In a piece titled “Killing the European Project”, Nobel laureate Paul Krugman described the creditors' wish list as “madness”. “The trending hashtag ThisIsACoup is exactly right,” he wrote on his New York Times blog. “This goes beyond harsh into pure vindictiveness, complete destruction of national sovereignty, and no hope of relief.”
Gunning for Grexit
Krugman was one of several observers to argue that the creditors’ toughest demands were intended to provoke a Greek exit from the eurozone – the single currency bloc that was supposed to be irreversible. Professor Karl Whelan of University College Dublin said “German strategy appears to be to set conditions that won't be met and force Grexit”.
How do you say 'austerity' in German?
The German finance minister and several of his colleagues have long believed that the eurozone would be better off without Greece. Timothy Geithner, the former US Treasury Secretary, wrote in a book published last year that Schäuble told him in 2012 of his desire to see Athens out. The German hardliner said Grexit would appease German voters and scare the rest of Europe, according to Geithner, who confessed he was “frightened” by the idea.
Ultimately, it was the threat of Grexit – combined with the ECB’s stranglehold on Greek banks – that secured Tsipras’s capitulation. It was serious enough for a handful of eurozone leaders to take the rare step of openly challenging Germany.
“The Grexit must be prevented,” Luxembourg’s Prime Minister Jean Asselborn told the Süddeutsche Zeitung newspaper, warning of a “disaster for the reputation of Germany within the EU”. His Italian counterpart was equally scathing: "Italy does not want Greece to exit the euro and to Germany I say: enough is enough," Matteo Renzi was quoted as saying by Italian daily Il Messaggero. “Humiliating a European partner after Greece has given up on just about everything is unthinkable," he added. Ultimately, it took intense diplomatic pressure from Paris and Washington to persuade hardliners to drop Grexit – for now.
In the wake of Monday’s agreement, France's ruling Socialists have been busy congratulating President François Hollande for his decisive role in preventing Grexit, seeing this as evidence of their enduring stature in EU politics. In reality, they were shocked by the extent of German intransigence – not least since they had helped draft the Greek proposals.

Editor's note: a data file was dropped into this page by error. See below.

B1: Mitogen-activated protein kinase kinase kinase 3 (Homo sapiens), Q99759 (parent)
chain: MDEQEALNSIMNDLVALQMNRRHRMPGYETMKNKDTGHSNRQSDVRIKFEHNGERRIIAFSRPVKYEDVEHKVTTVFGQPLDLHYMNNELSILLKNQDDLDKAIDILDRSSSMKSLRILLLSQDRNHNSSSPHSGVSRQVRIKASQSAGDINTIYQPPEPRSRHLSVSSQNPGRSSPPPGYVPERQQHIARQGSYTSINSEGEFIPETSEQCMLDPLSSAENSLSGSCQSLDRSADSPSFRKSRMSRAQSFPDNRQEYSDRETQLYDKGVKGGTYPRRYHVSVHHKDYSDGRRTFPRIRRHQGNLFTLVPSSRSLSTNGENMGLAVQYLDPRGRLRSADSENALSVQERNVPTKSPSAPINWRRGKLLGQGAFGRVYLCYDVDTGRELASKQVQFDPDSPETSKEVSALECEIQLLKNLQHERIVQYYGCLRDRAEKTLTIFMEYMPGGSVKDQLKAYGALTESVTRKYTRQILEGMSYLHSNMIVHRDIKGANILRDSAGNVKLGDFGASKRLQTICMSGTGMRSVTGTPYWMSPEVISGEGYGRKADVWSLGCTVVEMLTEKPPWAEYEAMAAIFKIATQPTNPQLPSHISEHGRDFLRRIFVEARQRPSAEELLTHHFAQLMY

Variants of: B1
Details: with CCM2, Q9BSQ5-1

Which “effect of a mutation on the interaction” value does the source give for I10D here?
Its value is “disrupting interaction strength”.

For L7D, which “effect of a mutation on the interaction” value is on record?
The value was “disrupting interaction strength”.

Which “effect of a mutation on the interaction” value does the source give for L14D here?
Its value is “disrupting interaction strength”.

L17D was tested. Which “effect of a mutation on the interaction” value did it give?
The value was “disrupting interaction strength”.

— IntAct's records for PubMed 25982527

French Socialists were particularly stunned to see their traditional allies from the German SPD, Merkel’s junior coalition ally, sound just as hawkish as the German right wing. The SPD’s Martin Schulz, the EU Parliament chief, went so far as to call for regime change in Greece, saying the country’s democratically-elected government should be replaced by a government of technocrats.
The French government now faces an uphill battle persuading Germany to discuss meaningful debt relief. The country’s economy minister, Emmanuel Macron, sounded markedly pessimistic in remarks to the French press on Wednesday. “Realistically, it is impossible to have an agreement on the subject [of debt] in the short term,” he said.
From Grexit to Brexit?
Opinions polls show many in Germany and the Baltic states are already furious at the prospect of extending further bailout loans to Athens. The IMF report on Greece’s unsustainable debt suggests they are right to believe their money is going down the drain. It also proves they are wrong to think this is merely the fault of feckless Greek governments. All too often, mainstream German media have ignored the fact that bailout money primarily rescued German and other banks, not Greece. They have also failed to point out that, under the creditors' guidance, successive Greek government have made swifter and deeper spending cuts than any other country in recent history, with disastrous consequences.
Elsewhere, the humbling of Greece has succeeded in the remarkable feat of turning europhiles into eurosceptics. From Rome to London, moderates have expressed their disgust in newspapers and social media, having come to the conclusion that the Europe they so cherished had turned into a monster.
“Who wants to hand over greater sovereignty to Schäuble’s Europe if it means one day having the Coliseum or the Champs-Elysées pawned?” asked Italian daily La Repubblica, arguing that the “project of greater European integration has been impounded”.
Debt relief and Germany's economic miracle
In the UK, where a referendum on EU membership is looming, several of the most Europhile commentators are now openly calling for “Brexit”, Britain’s exit from the union, a stance long associated only with Conservatives.
"Progressives should be appalled by the European Union’s ruination of Greece. It’s time to reclaim the Eurosceptic cause," says the Guardian’s Owen Jones. Writing in the Spectator, Nick Cohen claims the EU is being portrayed “with some truth, as a cruel, fanatical and stupid institution”. “All my life I’ve been pro-Europe,” says Caitlin Moran of The Times, “but seeing how Germany is treating Greece, I am finding it increasingly distasteful".
Speaking to reporters after Monday's crunch deal, German Foreign Minister Frank-Walter Steinmeier, one of the few moderate German voices in the Greek crisis, said the agreement reflected Europe's readiness to reach political compromises, "a characteristic that formed a peaceful and prosperous union from a fragmented continent after World War II". He did not add that "the peaceful and prosperous union" was largely made possible by a generous write-off of Germany's post-war debt – the kind of gesture Berlin and other hardliners are now denying Greece.
“With the Greek crisis, the European project has lost some of its vision, its idealism, its hope,” says the BBC’s chief correspondent, Gavin Hewitt. While the blame must certainly be shared by all parties, there is no escaping the fact that Europe has presided over the economic collapse of one of its members. As a result, Greece is facing decades of misery, Grexit is still a distinct possibility, and Brexit has just found a whole lot of new fans.
Date created : 2015-07-16